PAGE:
The gun violence prevention movement was rocked in March by the suicides of two students who survived the mass shooting at Marjory Stoneman Douglas H.S. in Parkland, Florida: 19 year-old graduate Sydney Aiello (the best friend of victim Meadow Pollack) and another student who remains unidentified.
The Journal of Abnormal Psychology (run by the American Psychological Association) published a study that found the rate of adolescents reporting symptoms consistent with major depression jumped 52% between 2005 and 2017. The 2019 National Hospital Ambulatory Medical Care Survey reports the number of children and teens who visited emergency rooms because of suicidal thoughts and/or suicide attempts doubled between 2007 and 2015.
Young people in America are dealing with the seeming inevitability of school shootings, the refusal of many parents/adults to do anything to alleviate this violence, survivors’ guilt, and the trauma inflicted by increasingly extreme active shooter drills. Students are also frequently unable to get counseling in their schools by certified mental health professionals.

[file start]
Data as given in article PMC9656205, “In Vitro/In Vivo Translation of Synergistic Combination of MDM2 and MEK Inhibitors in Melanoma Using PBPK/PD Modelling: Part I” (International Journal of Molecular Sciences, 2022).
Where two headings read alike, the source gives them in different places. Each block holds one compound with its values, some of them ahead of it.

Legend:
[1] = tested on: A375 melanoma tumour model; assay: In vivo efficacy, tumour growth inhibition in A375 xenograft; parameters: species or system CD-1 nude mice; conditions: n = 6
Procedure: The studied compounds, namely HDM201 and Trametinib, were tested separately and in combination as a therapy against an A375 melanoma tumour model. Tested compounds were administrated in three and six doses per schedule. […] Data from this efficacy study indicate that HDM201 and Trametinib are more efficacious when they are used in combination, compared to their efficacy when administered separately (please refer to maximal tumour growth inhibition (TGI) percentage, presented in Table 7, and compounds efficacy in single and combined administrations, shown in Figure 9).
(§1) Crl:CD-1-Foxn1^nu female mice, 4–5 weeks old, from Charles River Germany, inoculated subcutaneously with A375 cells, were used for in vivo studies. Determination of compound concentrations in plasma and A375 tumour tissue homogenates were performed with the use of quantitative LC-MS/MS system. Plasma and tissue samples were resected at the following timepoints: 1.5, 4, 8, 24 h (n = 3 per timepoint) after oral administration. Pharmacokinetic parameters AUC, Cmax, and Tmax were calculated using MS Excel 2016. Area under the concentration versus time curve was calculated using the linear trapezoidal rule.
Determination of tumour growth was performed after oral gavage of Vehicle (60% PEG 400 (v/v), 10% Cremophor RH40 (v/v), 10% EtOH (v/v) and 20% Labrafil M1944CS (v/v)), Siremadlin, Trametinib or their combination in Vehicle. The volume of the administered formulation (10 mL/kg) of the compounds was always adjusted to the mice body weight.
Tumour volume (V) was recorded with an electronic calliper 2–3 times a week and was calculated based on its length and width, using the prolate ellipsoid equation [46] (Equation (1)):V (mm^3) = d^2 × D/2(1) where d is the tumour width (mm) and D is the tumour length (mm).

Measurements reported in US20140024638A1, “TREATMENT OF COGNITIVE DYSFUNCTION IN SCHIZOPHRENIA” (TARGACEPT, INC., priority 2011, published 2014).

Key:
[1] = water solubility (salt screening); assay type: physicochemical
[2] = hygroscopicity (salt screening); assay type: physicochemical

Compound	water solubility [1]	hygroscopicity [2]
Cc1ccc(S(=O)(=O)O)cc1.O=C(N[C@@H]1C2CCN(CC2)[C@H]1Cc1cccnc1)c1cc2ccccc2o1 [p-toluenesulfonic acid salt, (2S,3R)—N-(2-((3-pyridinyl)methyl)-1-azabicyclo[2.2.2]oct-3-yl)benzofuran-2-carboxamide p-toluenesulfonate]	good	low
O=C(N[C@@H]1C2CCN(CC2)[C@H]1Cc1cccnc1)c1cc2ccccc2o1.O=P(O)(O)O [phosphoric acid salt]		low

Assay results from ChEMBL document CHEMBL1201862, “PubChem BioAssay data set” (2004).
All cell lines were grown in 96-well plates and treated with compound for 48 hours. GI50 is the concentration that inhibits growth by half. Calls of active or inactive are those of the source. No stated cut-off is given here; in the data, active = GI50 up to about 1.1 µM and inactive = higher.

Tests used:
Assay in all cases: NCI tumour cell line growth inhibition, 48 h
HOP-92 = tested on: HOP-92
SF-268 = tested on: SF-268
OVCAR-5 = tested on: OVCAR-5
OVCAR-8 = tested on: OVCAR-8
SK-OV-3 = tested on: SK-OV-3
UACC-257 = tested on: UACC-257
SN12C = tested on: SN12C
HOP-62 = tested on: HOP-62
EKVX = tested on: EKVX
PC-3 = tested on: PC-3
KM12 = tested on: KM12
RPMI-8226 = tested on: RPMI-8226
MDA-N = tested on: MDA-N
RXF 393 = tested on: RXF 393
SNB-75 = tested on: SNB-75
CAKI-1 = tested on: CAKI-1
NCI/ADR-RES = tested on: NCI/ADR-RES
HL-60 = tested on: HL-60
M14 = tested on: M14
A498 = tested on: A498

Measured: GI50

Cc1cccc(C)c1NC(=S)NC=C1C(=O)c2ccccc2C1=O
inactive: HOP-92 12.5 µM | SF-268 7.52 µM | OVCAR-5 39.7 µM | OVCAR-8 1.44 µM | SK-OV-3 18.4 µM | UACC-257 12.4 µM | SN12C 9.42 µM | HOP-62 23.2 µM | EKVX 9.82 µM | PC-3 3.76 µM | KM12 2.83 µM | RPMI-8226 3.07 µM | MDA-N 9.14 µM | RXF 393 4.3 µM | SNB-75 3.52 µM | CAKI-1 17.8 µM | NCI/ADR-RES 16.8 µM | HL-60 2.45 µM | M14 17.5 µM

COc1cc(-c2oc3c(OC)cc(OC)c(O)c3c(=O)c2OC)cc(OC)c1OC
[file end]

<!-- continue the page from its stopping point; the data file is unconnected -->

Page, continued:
We can act to address this youth suicide crisis by engaging the young people we know and making it clear we care about their well-being.
Please reach out to the teenagers in your life (family, friends, students, co-workers, etc.) and give them a message along the following lines, personalized to your liking:
I just wanted you to know that I’m very concerned about the violence we are seeing in school shootings across the country. It’s not OK to me that you and your peers are being put at risk by weak gun laws and insufficient mental health support (e.g., a lack of certified counselors). I care about you a great deal and want you to know I am going to work on both these issues—and any others you feel are critical—until we have change that once again makes our schools public sanctuaries for students. I also want to invite you to talk to me if you’re having a hard time and just need someone to listen. I know the daily news of shootings and constant active shooter drills at school can be traumatizing and difficult to deal with (among other problems that young people face). If you’re not comfortable talking to me, I’d be happy to help you find other resources so you get the support you need. You’re important to me and I respect your voice on school safety and other matters that directly affect your generation.
Once you have reached out to one or more teenagers you know, fill out the three fields below and click the orange banner to report taking action!